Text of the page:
We’re beginning to transition to an early summer pattern across the southern United States. For us in Texas, that means the southern half of Texas starts to heat up like an egg on the pavement. Storm chances generally shift farther north into West Texas and the Texas Panhandle. That’ll be quite evident over the coming days as we see the ‘ring of fire’ help fire up storms daily east of the dryline. Each day’s specific severe weather threats and coverage will depend on other factors. Those factors include upper-level lift, cap strength, low-level wind profiles, and all that fun nerdy stuff. Anyway, we’re going to take it one day at a time. Texas is a big state and most folks won’t be dealing with storms.
A level three risk of severe weather is in place for Thursday across the eastern half of the Texas Panhandle southward into West Texas. That enhanced risk is where confidence is highest in multiple severe thunderstorms tomorrow afternoon into tomorrow night. A level two risk of severe weather encompasses more of West Texas, portions of the Permian Basin, and Northwest Texas off the caprock. Finally, a level one risk of severe weather runs all the way south toward the western Concho Valley, Trans-Pecos, and the western edge of the Edwards Plateau. The higher risk levels indicate a higher possibility of severe weather.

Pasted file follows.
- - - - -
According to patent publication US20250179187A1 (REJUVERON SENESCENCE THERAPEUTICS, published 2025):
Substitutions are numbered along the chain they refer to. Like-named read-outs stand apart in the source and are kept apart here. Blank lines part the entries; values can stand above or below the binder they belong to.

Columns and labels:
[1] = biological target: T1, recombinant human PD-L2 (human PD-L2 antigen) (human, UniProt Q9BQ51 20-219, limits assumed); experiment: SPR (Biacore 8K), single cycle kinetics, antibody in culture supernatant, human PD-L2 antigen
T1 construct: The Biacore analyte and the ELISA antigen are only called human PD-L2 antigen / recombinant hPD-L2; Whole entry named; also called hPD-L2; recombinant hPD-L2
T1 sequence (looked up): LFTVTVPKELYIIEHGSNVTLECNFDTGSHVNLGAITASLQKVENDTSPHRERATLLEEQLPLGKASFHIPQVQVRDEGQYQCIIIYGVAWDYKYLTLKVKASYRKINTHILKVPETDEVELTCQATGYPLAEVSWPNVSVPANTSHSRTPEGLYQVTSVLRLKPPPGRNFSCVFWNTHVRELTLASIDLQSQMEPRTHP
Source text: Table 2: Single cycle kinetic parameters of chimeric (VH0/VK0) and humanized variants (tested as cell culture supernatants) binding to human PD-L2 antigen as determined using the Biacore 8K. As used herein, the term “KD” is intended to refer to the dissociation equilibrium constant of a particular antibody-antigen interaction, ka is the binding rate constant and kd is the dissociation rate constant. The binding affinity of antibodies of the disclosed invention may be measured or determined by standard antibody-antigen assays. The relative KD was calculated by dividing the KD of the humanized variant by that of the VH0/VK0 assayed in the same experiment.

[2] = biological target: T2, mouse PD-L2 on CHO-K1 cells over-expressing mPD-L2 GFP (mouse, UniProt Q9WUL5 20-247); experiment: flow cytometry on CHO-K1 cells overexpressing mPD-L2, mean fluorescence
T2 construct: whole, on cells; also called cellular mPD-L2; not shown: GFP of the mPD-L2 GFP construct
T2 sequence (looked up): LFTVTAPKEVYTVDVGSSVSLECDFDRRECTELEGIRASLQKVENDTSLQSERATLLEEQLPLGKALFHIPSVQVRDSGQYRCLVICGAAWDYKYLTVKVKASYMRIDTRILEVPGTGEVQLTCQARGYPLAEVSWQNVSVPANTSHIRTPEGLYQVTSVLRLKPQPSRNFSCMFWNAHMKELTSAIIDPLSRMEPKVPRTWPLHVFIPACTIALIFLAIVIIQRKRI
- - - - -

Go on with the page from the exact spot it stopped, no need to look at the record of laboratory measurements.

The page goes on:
Isolated to scattered thunderstorms may initiate after 2-4PM east of a dryline tomorrow afternoon from the Texas Panhandle south toward the Permian Basin. Those storms would move off to the northeast. Discrete storms will likely be supercelluar with all modes of severe weather possible. Very large hail up to the size of baseballs, localized wind gusts over 70 MPH, and a few tornadoes are likely. The tornado threat would be highest across the Texas Panhandle where low-level wind shear will be strongest. How high the tornado threat becomes will depend on storm mode.
More numerous storms are expected to develop tomorrow evening and tomorrow night east of the dryline. Those storms could also be severe with a risk of large hail, damaging winds, and isolated flooding. Some tornado threat may exist, but the storm mode being more linear would help keep that threat lower. Those storms would also generally move off to the northeast. With a more summer-like pattern developing it’ll be more difficult for those storms to move east/southeast, so this threat should stay relatively confined to western portions of Texas.
We’ll have more details in a post tomorrow morning. For now, I’ve got to get going as it’s time to chase storms today in Oklahoma.